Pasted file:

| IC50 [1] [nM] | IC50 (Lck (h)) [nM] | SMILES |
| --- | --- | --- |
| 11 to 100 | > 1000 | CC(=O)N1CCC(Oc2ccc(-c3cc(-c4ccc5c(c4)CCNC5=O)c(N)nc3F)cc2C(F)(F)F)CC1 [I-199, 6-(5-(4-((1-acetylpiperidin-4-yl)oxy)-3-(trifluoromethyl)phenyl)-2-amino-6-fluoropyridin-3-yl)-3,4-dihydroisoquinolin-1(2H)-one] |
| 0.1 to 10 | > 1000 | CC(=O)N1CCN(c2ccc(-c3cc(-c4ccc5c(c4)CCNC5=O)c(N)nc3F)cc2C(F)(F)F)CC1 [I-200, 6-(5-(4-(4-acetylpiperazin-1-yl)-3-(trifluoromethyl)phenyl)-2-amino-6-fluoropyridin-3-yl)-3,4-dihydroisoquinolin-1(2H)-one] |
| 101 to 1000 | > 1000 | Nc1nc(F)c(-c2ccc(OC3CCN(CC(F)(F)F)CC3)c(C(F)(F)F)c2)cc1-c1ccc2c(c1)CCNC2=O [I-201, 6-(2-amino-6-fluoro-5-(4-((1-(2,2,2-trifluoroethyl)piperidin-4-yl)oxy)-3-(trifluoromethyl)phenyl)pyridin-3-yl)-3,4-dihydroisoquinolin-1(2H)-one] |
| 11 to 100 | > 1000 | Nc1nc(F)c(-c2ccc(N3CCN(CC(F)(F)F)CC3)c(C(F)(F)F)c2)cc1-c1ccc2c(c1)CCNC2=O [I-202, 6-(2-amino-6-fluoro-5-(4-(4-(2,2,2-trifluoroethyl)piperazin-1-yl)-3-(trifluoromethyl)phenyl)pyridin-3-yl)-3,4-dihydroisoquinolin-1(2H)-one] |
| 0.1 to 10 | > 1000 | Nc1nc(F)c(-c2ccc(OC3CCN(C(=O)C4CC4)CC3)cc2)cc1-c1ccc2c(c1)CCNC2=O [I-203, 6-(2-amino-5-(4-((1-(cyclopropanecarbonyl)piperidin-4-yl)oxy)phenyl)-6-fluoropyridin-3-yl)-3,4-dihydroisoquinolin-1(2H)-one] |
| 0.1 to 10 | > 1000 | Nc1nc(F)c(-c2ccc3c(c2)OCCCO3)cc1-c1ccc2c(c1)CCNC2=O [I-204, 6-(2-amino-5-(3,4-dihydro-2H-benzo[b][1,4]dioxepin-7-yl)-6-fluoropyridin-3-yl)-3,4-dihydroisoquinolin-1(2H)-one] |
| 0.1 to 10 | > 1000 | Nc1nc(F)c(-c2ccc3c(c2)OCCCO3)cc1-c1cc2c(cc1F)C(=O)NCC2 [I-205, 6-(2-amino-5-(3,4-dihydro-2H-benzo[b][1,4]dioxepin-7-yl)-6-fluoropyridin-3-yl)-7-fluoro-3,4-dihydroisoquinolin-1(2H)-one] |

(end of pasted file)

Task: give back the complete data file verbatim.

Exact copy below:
| IC50 [1] [nM] | IC50 (Lck (h)) [nM] | SMILES |
| --- | --- | --- |
| 11 to 100 | > 1000 | CC(=O)N1CCC(Oc2ccc(-c3cc(-c4ccc5c(c4)CCNC5=O)c(N)nc3F)cc2C(F)(F)F)CC1 [I-199, 6-(5-(4-((1-acetylpiperidin-4-yl)oxy)-3-(trifluoromethyl)phenyl)-2-amino-6-fluoropyridin-3-yl)-3,4-dihydroisoquinolin-1(2H)-one] |
| 0.1 to 10 | > 1000 | CC(=O)N1CCN(c2ccc(-c3cc(-c4ccc5c(c4)CCNC5=O)c(N)nc3F)cc2C(F)(F)F)CC1 [I-200, 6-(5-(4-(4-acetylpiperazin-1-yl)-3-(trifluoromethyl)phenyl)-2-amino-6-fluoropyridin-3-yl)-3,4-dihydroisoquinolin-1(2H)-one] |
| 101 to 1000 | > 1000 | Nc1nc(F)c(-c2ccc(OC3CCN(CC(F)(F)F)CC3)c(C(F)(F)F)c2)cc1-c1ccc2c(c1)CCNC2=O [I-201, 6-(2-amino-6-fluoro-5-(4-((1-(2,2,2-trifluoroethyl)piperidin-4-yl)oxy)-3-(trifluoromethyl)phenyl)pyridin-3-yl)-3,4-dihydroisoquinolin-1(2H)-one] |
| 11 to 100 | > 1000 | Nc1nc(F)c(-c2ccc(N3CCN(CC(F)(F)F)CC3)c(C(F)(F)F)c2)cc1-c1ccc2c(c1)CCNC2=O [I-202, 6-(2-amino-6-fluoro-5-(4-(4-(2,2,2-trifluoroethyl)piperazin-1-yl)-3-(trifluoromethyl)phenyl)pyridin-3-yl)-3,4-dihydroisoquinolin-1(2H)-one] |
| 0.1 to 10 | > 1000 | Nc1nc(F)c(-c2ccc(OC3CCN(C(=O)C4CC4)CC3)cc2)cc1-c1ccc2c(c1)CCNC2=O [I-203, 6-(2-amino-5-(4-((1-(cyclopropanecarbonyl)piperidin-4-yl)oxy)phenyl)-6-fluoropyridin-3-yl)-3,4-dihydroisoquinolin-1(2H)-one] |
| 0.1 to 10 | > 1000 | Nc1nc(F)c(-c2ccc3c(c2)OCCCO3)cc1-c1ccc2c(c1)CCNC2=O [I-204, 6-(2-amino-5-(3,4-dihydro-2H-benzo[b][1,4]dioxepin-7-yl)-6-fluoropyridin-3-yl)-3,4-dihydroisoquinolin-1(2H)-one] |
| 0.1 to 10 | > 1000 | Nc1nc(F)c(-c2ccc3c(c2)OCCCO3)cc1-c1cc2c(cc1F)C(=O)NCC2 [I-205, 6-(2-amino-5-(3,4-dihydro-2H-benzo[b][1,4]dioxepin-7-yl)-6-fluoropyridin-3-yl)-7-fluoro-3,4-dihydroisoquinolin-1(2H)-one] |